Rules can be good, Dreps said. They can keep meetings moving so everyone can get home before midnight. They can prevent municipal employees from getting dragged through the mud when they’re not there to defend themselves.

But public officials shouldn’t hide behind rules for convenience’s sake, he said.

“What can you say?” Dreps said. “Democracy is messy.”

Basically each governing body can determine their own set of rules, which the city council has done in their ordinances. According to Chapter 30.015 of city charter;

30.015 ADDRESSING THE COUNCIL; TIME LIMIT.

(a) During the public input portion at the start of a city council meeting, no person shall be permitted to speak on a topic that appears later in that meeting’s agenda if public input will be received when that agenda item is up for discussion.

(b) No person shall address the city council without first securing the permission of the mayor, or acting mayor, to do so.

(c) Each person addressing the city council shall step up to the microphone in front of the rail, shall give his or her name in an audible tone of voice for the record, and unless further time is granted by the city council, shall be limited to five minutes.

(d) All remarks shall be addressed to the city council as a body and not to any member thereof.

(e) No person, other than the city council and the person having the floor, shall be permitted to enter into any discussion, either directly or through a member of the city council without the permission of the mayor or acting mayor.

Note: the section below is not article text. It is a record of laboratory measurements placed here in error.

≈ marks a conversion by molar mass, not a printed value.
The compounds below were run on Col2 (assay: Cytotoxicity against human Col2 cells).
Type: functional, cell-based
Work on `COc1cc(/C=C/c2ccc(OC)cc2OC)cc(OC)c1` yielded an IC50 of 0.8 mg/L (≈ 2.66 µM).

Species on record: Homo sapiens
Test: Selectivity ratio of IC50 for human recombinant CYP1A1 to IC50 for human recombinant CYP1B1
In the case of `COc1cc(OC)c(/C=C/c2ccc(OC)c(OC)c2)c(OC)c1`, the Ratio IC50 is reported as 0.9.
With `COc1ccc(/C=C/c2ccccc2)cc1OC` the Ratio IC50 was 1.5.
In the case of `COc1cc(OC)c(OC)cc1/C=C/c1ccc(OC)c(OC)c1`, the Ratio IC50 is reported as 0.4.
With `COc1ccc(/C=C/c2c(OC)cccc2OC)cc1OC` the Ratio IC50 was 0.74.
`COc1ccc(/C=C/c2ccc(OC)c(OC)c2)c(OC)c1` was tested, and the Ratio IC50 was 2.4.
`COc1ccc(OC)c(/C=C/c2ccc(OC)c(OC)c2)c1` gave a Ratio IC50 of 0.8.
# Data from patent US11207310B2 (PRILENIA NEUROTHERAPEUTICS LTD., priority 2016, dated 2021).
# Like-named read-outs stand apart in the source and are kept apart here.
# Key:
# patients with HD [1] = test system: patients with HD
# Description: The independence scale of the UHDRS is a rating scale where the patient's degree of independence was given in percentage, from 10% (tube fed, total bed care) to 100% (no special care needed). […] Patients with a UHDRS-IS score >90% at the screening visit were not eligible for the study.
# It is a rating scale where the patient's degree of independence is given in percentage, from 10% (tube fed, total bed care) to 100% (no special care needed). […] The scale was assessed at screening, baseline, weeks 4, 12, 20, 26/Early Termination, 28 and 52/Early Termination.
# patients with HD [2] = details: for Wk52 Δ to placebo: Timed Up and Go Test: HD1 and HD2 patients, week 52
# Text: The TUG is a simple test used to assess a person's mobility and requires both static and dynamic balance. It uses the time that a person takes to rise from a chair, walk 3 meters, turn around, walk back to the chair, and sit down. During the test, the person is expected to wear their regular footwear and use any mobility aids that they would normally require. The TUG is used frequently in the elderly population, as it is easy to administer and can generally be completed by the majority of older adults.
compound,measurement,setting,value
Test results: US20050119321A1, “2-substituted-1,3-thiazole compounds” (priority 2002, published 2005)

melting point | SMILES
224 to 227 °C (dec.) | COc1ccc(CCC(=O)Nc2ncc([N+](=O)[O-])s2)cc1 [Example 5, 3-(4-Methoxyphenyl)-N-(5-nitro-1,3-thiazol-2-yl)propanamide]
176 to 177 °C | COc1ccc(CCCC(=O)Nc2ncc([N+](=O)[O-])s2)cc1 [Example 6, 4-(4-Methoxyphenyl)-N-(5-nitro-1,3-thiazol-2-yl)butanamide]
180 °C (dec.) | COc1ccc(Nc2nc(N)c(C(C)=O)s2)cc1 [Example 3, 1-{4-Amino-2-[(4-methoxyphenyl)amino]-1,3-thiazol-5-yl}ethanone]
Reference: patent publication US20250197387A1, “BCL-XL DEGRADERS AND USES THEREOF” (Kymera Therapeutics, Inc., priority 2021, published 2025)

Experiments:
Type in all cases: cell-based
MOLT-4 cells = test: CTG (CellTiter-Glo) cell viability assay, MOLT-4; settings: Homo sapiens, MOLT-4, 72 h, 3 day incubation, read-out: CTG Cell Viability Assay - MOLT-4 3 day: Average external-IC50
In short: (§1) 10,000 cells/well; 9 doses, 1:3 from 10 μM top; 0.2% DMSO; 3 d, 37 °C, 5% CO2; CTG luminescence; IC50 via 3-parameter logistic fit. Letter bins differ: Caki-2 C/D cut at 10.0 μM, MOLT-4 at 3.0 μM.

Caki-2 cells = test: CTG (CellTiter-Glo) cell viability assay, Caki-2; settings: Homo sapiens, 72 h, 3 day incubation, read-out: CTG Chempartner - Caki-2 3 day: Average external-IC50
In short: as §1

(f) No question shall be asked of a city council member except through the mayor or acting mayor.

(g) No person, except city council members, shall address the council after a motion is made and seconded unless requested by a city council member.

(1992 Code, § 2-16) (Ord. 50-95, passed 3-20-1995; Ord. 52-11, passed 7-11-2011; Ord. 24-12, passed 4-2-2012)

So, since the current city council has never had their own adoption of rules, wouldn’t this mean they should be following current city charter?

And according to the current city charter each person can only be limited to a 5 minute time period, unless they are being disruptive. So when Council Chair Erpenbach ‘concocted’ a new set of time restraints for public input before that input started, did she violate city ordinance?

Love to hear the city attorney weigh in on this one, and he just might get an opportunity to do so.

14 comments ↓

#1 pathloss on 01.04.13 at 5:53 pm

UrpBucket needs an ethics complaint. Where do I sign? Something nobody has thought of is due process. They voted to have a citizens vote in 2014. They agreed to an election and not at the soonest date is a violation of the state civil procedures act. I’m very disappointed with Entenmsn. Unconstitutional support for Huether’s tyranny is grounds forhim to lose his franchise as americas motorcycle dealer.